Commodore Mayo: A man of adventure and tragedy

A century and a half ago, swashbuckling Commodore Isaac Mayo died on his own estate, symbol of a nation divided

  • Byron A. Lee spent three years researching the life of Commodore Isaac Mayo. His biography, "Naval Warrior: The Life of Commodore Isaac Mayo," was published in 2002.
Byron A. Lee spent three years researching the life of Commodore… (Jed Kirschbaum, Baltimore…)
May 14, 2011|By Jonathan Pitts, The Baltimore Sun

He was a famed seaman — a prodigy who won a congressional medal at 18, fought in three wars and ended up commanding the 44-gun USS Constitution, "Old Ironsides," as it tracked slave ships off the coast of Africa.

The reputation of Commodore Isaac Mayo was unassailable, and so were his credentials as a local gentleman as he settled in on the family plantation in southern Anne Arundel at age 67.

But if Mayo expected to spend his latter days in comfort, he misread the volatility of his times. A hundred and fifty years ago this week, the military hero for whom the community of Mayo is named ran afoul of none other than President Abraham Lincoln, saw his career end in shame, and ended up dead, probably by gunshot, before the end of May.

Few of the roughly 3,300 people who now live in Mayo, an unincorporated area southeast of Edgewater, know the full story of the man whose name appears on the front of their post office — his glory, disgrace and death, and of the eventual clearing of his name.

Even his biographer, Byron A. Lee, a man who spent three years researching Mayo, couldn't answer two key questions with authority: on what day, exactly, did he die; and was it by his own hand?

"He was a naval hero and a patriot, but parts of his life just weren't documented," says Lee, 83, now retired and living in Annapolis. "They may be lost to posterity."

If at least some of the story is fated to remain a mystery, one theme is clear: In the Anne Arundel of 1861, as elsewhere, people had to make hard choices as the Civil War began. Few had to make a starker one than the man from the plantation on the South River.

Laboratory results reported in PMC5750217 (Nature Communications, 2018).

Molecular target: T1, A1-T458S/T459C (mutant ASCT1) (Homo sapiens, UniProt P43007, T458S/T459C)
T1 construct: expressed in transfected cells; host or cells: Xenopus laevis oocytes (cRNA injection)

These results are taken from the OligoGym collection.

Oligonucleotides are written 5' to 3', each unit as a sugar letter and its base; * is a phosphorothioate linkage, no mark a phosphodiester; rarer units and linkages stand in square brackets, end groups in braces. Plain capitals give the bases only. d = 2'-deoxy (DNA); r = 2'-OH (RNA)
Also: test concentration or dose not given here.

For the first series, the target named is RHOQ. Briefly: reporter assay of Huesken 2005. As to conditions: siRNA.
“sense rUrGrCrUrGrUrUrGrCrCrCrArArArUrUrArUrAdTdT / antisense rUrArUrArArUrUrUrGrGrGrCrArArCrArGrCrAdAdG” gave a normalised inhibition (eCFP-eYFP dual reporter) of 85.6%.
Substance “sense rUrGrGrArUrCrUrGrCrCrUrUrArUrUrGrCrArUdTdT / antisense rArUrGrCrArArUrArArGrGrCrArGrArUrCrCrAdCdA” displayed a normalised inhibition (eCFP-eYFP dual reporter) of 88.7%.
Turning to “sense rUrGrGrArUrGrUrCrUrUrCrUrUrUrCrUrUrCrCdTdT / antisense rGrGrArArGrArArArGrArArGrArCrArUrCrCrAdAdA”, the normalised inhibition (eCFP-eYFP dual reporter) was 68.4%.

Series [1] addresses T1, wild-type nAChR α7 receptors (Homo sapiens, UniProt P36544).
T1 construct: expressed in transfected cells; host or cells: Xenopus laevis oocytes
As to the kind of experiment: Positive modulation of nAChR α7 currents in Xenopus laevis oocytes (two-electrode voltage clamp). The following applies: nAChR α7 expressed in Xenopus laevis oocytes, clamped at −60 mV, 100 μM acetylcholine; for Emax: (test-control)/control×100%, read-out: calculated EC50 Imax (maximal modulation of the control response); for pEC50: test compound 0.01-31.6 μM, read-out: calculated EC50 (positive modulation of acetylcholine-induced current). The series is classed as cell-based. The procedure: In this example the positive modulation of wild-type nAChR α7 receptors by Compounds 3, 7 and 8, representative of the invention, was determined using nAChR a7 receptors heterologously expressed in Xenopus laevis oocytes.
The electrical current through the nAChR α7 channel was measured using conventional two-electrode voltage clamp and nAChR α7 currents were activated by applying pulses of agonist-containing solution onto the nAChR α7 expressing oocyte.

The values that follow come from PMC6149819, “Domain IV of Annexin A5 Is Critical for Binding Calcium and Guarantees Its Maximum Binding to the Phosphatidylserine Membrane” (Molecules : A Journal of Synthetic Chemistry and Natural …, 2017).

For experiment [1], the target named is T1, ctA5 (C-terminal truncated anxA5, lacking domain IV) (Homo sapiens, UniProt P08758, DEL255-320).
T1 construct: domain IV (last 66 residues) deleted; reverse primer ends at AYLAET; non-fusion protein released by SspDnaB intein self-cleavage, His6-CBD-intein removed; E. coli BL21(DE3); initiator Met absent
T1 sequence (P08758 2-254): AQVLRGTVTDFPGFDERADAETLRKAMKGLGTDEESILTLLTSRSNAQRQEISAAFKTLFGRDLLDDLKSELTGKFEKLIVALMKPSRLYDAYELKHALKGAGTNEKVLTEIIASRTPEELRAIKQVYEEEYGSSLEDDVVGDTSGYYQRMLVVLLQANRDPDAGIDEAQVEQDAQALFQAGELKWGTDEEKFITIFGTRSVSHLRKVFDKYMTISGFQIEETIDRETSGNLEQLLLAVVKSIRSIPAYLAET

From Annapolis to Africa

As recently as 15 years ago, few in this area seemed to know much about Isaac Mayo — not even those you'd think might be familiar with such a colorful character.

"I realized [the community of] Mayo was named after him, that he was a prominent figure down there, and that he'd been in the Navy," says Mark Schatz of the Ann Arrundell Historical Society in Glen Burnie. "Beyond that, I have to say, I was hazy on the details."

Schatz, then president of the organization, decided to seek an author who could take on a Mayo biography. He approached Lee, a retired Navy engineer who had written a book about Parkhurst, a historic home in Harwood, in 1998.

Lee, too, started out less than familiar with Mayo. That soon changed. As he scoured letters and public records from Harwood to Washington, D.C., the man he saw coming into view qualified as larger-than-life long before his tragic end.

Mayo, he found, was born in Anne Arundel, probably in 1794, the son of a Revolutionary War soldier and a nephew of six more. He won appointment a midshipman at 16. Three years later, he made such a mark in battle during the War of 1812 that Congress gave him its Medal of Valor, his native state a dress sword with a hilt of solid gold. It was just the beginning.

The man whose name now graces everything from Mayo Road (the local name for Route 214) to the Commodore Mayo Kiwanis Club in Edgewater, served in the Pacific, battled pirates in the Caribbean and commanded a squadron of gunboats in the Florida Everglades during the Second Seminole War (1835-1842), where he personally carried out the capture of a feared chief, Mad Tiger.

As Mayo plied the seas, his exploits grew more spectacular. While protecting a schooner returning freed slaves to a new settlement in Africa, he suffered musket burns when he came face-to-face with King Crako, the chief of a local tribe. Later, during the Mexican War, he moved his ships' guns onto land, using them to topple the walls surrounding Veracruz before the 1847 battle that took the port town.

He buried cannonballs from the engagement at Gresham, the family estate. "He wasn't shy about taking credit for that one," Lee says, laughing.

Unlike many Navy career men, Mayo never lost sight of life on land. He inherited 250 acres between the South and Rhodes rivers as a young man and spent the rest of his days expanding the place. By 1860, the Gresham Plantation numbered 1,400 acres, a significant portion of what is now called (what else?) the Mayo Peninsula.

In 1845, he even called in favors to help bring the brand-new U.S. Naval Academy to Annapolis.

"As an Anne Arundel County native, he considered Annapolis the center of the universe," Lee wrote in "Naval Warrior: The Life of Commodore Isaac Mayo," which appeared in 2002.

Schatz says that might have been his most lasting mark on the county.

There was little hint that the commodore would one day personify the divide between North and South — not even during the 1850s, when he was tasked with using the USS Constitution to suppress the slave trade near Africa.

If the mission posed a conflict for Mayo, who owned 15 slaves himself, he didn't let such a contradiction bother him — not yet, anyway.

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